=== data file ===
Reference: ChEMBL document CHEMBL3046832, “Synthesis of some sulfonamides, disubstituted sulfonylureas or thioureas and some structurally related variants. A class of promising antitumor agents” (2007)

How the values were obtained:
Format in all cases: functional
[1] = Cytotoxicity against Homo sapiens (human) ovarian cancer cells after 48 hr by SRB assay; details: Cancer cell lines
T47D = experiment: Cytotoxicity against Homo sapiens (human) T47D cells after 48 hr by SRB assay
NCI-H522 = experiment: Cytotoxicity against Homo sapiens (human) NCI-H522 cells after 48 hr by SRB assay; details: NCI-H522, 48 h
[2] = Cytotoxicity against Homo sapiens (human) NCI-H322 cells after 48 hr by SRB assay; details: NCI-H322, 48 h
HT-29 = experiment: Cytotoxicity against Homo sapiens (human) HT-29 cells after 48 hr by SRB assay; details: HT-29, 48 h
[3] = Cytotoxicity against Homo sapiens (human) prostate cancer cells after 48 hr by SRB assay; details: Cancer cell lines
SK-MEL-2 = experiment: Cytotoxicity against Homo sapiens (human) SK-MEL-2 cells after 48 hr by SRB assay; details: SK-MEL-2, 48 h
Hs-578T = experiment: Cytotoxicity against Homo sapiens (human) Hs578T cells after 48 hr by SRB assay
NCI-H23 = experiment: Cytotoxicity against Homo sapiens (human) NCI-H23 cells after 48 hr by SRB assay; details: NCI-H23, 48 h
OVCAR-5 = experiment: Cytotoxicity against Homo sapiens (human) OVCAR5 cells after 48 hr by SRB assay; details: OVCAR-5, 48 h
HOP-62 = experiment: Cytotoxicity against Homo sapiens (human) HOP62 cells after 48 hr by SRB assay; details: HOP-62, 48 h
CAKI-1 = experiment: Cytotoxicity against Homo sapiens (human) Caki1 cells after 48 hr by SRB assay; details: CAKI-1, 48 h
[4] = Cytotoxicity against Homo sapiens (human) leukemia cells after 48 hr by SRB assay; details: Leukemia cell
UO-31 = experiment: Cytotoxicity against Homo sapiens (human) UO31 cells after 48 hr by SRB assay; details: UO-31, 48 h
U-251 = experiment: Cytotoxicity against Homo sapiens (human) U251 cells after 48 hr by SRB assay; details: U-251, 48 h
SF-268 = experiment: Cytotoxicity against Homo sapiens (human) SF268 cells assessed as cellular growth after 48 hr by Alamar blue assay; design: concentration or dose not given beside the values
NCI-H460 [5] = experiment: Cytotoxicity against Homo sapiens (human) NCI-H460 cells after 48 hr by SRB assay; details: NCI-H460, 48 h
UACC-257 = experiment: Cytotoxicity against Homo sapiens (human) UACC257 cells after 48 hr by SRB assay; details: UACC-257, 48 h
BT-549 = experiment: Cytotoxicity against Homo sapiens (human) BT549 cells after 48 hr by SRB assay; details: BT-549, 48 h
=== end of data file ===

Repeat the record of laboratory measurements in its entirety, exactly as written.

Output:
Reference: ChEMBL document CHEMBL3046832, “Synthesis of some sulfonamides, disubstituted sulfonylureas or thioureas and some structurally related variants. A class of promising antitumor agents” (2007)

How the values were obtained:
Format in all cases: functional
[1] = Cytotoxicity against Homo sapiens (human) ovarian cancer cells after 48 hr by SRB assay; details: Cancer cell lines
T47D = experiment: Cytotoxicity against Homo sapiens (human) T47D cells after 48 hr by SRB assay
NCI-H522 = experiment: Cytotoxicity against Homo sapiens (human) NCI-H522 cells after 48 hr by SRB assay; details: NCI-H522, 48 h
[2] = Cytotoxicity against Homo sapiens (human) NCI-H322 cells after 48 hr by SRB assay; details: NCI-H322, 48 h
HT-29 = experiment: Cytotoxicity against Homo sapiens (human) HT-29 cells after 48 hr by SRB assay; details: HT-29, 48 h
[3] = Cytotoxicity against Homo sapiens (human) prostate cancer cells after 48 hr by SRB assay; details: Cancer cell lines
SK-MEL-2 = experiment: Cytotoxicity against Homo sapiens (human) SK-MEL-2 cells after 48 hr by SRB assay; details: SK-MEL-2, 48 h
Hs-578T = experiment: Cytotoxicity against Homo sapiens (human) Hs578T cells after 48 hr by SRB assay
NCI-H23 = experiment: Cytotoxicity against Homo sapiens (human) NCI-H23 cells after 48 hr by SRB assay; details: NCI-H23, 48 h
OVCAR-5 = experiment: Cytotoxicity against Homo sapiens (human) OVCAR5 cells after 48 hr by SRB assay; details: OVCAR-5, 48 h
HOP-62 = experiment: Cytotoxicity against Homo sapiens (human) HOP62 cells after 48 hr by SRB assay; details: HOP-62, 48 h
CAKI-1 = experiment: Cytotoxicity against Homo sapiens (human) Caki1 cells after 48 hr by SRB assay; details: CAKI-1, 48 h
[4] = Cytotoxicity against Homo sapiens (human) leukemia cells after 48 hr by SRB assay; details: Leukemia cell
UO-31 = experiment: Cytotoxicity against Homo sapiens (human) UO31 cells after 48 hr by SRB assay; details: UO-31, 48 h
U-251 = experiment: Cytotoxicity against Homo sapiens (human) U251 cells after 48 hr by SRB assay; details: U-251, 48 h
SF-268 = experiment: Cytotoxicity against Homo sapiens (human) SF268 cells assessed as cellular growth after 48 hr by Alamar blue assay; design: concentration or dose not given beside the values
NCI-H460 [5] = experiment: Cytotoxicity against Homo sapiens (human) NCI-H460 cells after 48 hr by SRB assay; details: NCI-H460, 48 h
UACC-257 = experiment: Cytotoxicity against Homo sapiens (human) UACC257 cells after 48 hr by SRB assay; details: UACC-257, 48 h
BT-549 = experiment: Cytotoxicity against Homo sapiens (human) BT549 cells after 48 hr by SRB assay; details: BT-549, 48 h